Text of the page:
The state distributed information, starting in 2008, to trappers on how to limit incidental otter catches.
Dowd-Stukel said that although otters are known to exist in the Pierre area, the state’s large reservoir system does not provide good otter habitat, which, she said, may preclude natural expansion of the populations.
“Big lakes with not a lot of structure or cover is not great otter habitat,” she said.
They need year-round open water with access to fish and crayfish to prey upon.
“Our philosophy on river otters is if they find an area and can live there, then they have told us it is suitable,” she said.
“It is a great success,” she said of reaching a recovery status. “Our state endangered species law requires our agency to work to restore state endangered and state threatened species. So by protecting the species until we were sure it met the criteria that undoubtedly helped the species recover. This is a success. Any time you can delist a species it is a good thing.”
Assistant Minority leader Steven D. McCleerey, D- Sisseton, is the prime sponsor of House Concurrent Resolution 6014 encourage the GF&P to delist the otter and manage the species as a harvested furbearer.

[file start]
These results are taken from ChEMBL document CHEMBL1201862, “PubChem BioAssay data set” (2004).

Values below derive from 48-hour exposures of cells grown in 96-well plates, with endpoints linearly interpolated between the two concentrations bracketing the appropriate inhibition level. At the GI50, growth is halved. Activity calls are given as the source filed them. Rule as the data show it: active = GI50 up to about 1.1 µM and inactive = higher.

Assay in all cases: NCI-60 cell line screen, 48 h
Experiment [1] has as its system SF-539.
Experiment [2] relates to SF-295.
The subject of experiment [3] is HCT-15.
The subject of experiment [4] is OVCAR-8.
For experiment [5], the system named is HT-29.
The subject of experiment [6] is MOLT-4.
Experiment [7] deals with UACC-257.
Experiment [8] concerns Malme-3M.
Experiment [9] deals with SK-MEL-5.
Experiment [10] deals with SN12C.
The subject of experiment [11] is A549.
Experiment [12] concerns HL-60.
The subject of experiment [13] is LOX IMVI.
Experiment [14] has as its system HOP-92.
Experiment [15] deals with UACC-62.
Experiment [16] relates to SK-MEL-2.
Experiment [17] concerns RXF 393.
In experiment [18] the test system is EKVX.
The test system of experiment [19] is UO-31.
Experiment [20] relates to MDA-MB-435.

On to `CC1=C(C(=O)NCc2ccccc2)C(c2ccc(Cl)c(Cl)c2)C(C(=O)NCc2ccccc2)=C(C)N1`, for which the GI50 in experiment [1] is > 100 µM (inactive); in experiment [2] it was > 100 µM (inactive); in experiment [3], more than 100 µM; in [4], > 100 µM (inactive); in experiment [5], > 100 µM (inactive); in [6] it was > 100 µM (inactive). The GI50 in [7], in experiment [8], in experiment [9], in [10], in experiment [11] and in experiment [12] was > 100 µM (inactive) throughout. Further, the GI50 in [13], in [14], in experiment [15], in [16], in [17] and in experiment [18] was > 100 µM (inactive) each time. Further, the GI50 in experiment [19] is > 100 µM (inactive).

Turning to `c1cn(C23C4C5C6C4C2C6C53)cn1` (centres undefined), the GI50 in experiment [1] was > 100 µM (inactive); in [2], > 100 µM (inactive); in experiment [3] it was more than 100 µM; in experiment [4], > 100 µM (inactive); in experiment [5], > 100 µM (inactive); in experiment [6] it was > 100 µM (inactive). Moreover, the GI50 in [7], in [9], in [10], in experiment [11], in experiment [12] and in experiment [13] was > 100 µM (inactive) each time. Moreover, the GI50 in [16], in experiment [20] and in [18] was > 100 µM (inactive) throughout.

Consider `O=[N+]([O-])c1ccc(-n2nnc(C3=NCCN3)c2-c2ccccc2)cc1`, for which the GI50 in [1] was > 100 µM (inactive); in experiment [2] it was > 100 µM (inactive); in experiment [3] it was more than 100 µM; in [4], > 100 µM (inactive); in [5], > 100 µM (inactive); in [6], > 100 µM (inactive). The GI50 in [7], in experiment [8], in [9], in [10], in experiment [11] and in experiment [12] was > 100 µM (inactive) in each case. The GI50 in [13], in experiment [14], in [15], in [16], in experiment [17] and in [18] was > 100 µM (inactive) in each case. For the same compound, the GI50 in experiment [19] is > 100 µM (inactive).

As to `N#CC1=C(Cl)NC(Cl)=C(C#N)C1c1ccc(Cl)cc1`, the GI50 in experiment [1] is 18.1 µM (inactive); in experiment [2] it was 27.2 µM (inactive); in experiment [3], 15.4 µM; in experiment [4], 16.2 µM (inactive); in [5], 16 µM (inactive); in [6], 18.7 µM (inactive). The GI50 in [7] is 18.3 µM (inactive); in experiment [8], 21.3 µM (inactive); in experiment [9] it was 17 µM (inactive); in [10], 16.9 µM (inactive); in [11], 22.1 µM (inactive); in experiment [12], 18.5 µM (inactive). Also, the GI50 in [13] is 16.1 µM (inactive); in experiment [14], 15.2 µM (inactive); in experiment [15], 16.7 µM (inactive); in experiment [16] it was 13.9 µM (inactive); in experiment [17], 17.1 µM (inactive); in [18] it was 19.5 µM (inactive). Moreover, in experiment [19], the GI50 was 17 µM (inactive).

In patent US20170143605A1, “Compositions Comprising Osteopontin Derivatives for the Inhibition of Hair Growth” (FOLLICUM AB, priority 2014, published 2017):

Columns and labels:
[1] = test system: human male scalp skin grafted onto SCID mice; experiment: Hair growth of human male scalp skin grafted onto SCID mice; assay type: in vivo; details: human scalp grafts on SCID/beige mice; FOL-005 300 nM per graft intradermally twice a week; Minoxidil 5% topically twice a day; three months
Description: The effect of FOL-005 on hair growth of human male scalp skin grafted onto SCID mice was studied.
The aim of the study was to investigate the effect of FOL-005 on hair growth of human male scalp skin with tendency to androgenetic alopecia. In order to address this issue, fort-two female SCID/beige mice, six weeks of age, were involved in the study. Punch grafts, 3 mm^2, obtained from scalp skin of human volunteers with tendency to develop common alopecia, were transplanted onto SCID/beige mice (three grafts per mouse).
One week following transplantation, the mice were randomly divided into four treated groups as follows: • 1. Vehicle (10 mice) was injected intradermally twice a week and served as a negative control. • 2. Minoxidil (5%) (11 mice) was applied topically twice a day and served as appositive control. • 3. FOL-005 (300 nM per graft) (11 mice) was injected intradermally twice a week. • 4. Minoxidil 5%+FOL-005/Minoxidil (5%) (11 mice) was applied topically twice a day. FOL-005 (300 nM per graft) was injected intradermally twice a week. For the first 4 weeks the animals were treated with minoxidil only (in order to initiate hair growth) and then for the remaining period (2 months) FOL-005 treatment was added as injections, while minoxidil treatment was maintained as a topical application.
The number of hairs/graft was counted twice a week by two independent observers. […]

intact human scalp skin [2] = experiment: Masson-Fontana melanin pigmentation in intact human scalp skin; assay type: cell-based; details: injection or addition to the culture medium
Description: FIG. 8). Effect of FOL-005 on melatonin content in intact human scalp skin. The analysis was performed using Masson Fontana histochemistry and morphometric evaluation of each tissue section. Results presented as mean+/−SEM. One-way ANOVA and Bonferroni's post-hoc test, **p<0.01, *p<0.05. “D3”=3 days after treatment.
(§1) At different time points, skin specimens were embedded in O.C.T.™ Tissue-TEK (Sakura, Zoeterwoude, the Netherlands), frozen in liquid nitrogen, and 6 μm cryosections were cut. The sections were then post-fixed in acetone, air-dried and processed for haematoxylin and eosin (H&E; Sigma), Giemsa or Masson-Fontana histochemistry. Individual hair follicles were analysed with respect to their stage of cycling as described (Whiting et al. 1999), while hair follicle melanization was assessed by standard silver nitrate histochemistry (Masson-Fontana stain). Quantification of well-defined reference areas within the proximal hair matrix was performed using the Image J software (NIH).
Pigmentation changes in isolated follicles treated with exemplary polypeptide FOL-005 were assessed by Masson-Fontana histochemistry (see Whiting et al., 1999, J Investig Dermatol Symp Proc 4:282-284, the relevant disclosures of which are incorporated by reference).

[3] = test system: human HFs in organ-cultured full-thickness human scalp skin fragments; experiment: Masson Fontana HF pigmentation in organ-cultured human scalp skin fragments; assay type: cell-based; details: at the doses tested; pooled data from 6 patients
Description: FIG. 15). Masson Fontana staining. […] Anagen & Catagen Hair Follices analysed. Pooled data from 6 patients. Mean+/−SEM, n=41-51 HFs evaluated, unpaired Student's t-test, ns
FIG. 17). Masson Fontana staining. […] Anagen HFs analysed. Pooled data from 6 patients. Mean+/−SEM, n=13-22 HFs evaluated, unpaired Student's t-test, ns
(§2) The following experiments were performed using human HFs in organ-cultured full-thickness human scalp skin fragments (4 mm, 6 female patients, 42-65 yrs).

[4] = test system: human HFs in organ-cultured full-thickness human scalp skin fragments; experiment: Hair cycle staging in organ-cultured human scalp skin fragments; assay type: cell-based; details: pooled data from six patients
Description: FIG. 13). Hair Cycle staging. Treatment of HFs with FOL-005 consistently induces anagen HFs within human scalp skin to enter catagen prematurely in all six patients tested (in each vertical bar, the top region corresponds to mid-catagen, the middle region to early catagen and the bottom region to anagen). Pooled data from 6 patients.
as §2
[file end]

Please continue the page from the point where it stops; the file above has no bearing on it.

He could not be reached for immediate comment Friday.
HCR 6014 passed through the house 66-2. It is scheduled for a hearing in the Senate.
That said, Dowd-Stukel said the GF&P does intend to recommend a limited harvest of otters this year.
What that proposal is exactly has not yet been developed, she said.
“I don’t want it to seem as if we are not entrusted in the public’s interest and concerns about the delisting,” she said.
She said that the harvest would likely be very limited, perhaps something similar to the bobcat quota East River, which limits the harvest to one animal per hunter or trapper per year.
She said there would be a mandatory check of the animals so the state can gather biological information.
“We want to monitor the harvest so we make sure we get a balanced harvest,” Dowd-Stukel said. “We see young in the population, so we know that part of the population is increasing. If we were to trap older animals we would be concerned about that.”
Otters are members of the mustelidae family and are related to weasels, badgers, and skunks. They range from 35-50 inches long with a bullet-like body shape with webbed feet that make them agile swimmers. Females can give birth at 2 years of age while males don’t become successful breeders until they are 5.
They live in the wild most typically for 6-7 years although some have lived nearly 20 years.
They breed in the late winter and have delayed implantation meaning a fertilized egg won’t attach to the uterus until a determined time. Two to four babies are born almost a year after conception and area weaned between 2 and 3 months of age. They will stay with their mothers until she gives birth to her next litter.
The GF&P Commission meets Thursday and Friday in Pierre.